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Angel Dust

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Angel Dust

This 1994 thriller from Sogo Ishii--a young Japanese director best known for his fascination with the behavior of fringe groups--focuses on the vulnerability of a police investigator brought in to help find a serial killer whose victims are young women on crowded subway trains. Possessing near-telepathic powers and specializing in criminal psychopathology, the investigator, Setsuko, poses as a potential victim and begins to suspect her ex-lover and former research partner, a therapist who now runs a secretive deprogramming clinic for religious fanatics. Perfectly coiffured and seemingly imperturbable, Setsuko approaches madness as her psychological and sexual insecurities are dredged up by confrontations with her past and mind games with the suspected murderer. Except for the rather far-fetched denouement, the film exerts a hypnotic pull, surprising with its plot twists and dazzling with its disquieting vision of present-day Tokyo as gloomy, neon-littered urban sprawl populated by zombielike denizens susceptible to paranoia and feel-good pitches. A longtime innovator, Ishii uses plenty of experimental techniques in fashioning the nightmarish, insular ambience of a technocracy whose polished surfaces barely hide its disturbing undercurrents. Kaho Minami, as Setsuko, is compelling in her portrayal of a cool rationalist on the verge of a nervous breakdown. Facets Multimedia Center, 1517 W. Fullerton, Friday, August 23, 6:30 and 8:45; Saturday and Sunday, August 24 and 25, 3:15, 5:30, and 7:45; and Monday through Thursday, August 26 through 29, 6:30 and 8:45; 281-4114.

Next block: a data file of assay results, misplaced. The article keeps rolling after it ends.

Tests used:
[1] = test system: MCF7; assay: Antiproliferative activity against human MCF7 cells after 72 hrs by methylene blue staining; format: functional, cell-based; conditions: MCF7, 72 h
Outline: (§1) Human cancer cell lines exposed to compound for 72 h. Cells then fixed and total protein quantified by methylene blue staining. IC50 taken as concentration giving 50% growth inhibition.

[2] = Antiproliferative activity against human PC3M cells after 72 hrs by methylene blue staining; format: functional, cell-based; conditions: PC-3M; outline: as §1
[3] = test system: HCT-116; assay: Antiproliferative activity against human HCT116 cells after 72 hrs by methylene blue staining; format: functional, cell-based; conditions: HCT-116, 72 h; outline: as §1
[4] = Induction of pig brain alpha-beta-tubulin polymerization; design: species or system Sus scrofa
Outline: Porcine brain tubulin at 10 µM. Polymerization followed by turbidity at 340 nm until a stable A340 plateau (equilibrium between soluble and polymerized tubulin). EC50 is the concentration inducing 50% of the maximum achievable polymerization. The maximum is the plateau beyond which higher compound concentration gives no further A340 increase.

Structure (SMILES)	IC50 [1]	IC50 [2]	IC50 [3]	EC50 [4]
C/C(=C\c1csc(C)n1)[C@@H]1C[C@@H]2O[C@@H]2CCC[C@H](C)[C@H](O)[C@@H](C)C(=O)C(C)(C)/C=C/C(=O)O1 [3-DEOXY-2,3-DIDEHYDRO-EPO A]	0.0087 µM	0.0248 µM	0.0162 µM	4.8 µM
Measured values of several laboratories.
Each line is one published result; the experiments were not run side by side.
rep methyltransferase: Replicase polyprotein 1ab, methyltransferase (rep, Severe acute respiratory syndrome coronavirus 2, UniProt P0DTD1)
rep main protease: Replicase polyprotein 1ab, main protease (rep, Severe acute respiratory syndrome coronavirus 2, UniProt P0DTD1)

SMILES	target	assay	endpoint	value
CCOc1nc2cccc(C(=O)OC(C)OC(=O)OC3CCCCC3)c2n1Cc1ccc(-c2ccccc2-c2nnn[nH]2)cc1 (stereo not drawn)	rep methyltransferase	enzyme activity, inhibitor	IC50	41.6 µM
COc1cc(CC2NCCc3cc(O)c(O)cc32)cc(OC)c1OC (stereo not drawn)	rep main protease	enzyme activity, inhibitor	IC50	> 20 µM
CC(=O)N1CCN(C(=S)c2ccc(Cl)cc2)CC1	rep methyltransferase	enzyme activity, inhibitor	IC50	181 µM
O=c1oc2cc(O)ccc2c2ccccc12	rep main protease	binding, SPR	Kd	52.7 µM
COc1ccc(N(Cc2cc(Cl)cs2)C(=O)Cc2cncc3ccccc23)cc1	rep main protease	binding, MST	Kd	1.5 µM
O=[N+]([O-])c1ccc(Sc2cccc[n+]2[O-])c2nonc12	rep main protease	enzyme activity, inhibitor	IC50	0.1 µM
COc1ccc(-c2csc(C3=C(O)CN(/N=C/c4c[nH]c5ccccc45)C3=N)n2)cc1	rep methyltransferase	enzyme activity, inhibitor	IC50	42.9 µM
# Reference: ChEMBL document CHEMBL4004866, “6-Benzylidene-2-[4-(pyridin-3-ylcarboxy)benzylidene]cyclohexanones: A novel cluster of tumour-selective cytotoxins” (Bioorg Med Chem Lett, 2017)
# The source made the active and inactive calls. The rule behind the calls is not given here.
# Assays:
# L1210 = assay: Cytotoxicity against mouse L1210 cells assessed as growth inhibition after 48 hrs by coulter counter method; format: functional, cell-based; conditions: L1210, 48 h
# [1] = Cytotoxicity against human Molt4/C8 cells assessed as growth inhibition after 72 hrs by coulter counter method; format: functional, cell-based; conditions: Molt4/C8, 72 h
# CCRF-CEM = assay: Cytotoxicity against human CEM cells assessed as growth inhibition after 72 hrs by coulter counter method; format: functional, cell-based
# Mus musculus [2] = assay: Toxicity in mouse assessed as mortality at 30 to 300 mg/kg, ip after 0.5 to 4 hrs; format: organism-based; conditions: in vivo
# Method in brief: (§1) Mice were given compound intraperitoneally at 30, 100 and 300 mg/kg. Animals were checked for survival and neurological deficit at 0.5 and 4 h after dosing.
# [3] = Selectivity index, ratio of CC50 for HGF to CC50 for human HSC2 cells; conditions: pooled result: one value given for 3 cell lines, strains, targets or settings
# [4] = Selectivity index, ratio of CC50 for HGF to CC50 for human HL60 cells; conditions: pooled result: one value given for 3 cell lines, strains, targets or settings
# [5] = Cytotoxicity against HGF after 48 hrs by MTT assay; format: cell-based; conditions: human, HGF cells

--Ted Shen

Art accompanying story in printed newspaper (not available in this archive): Photo of woman from Angel Dust.

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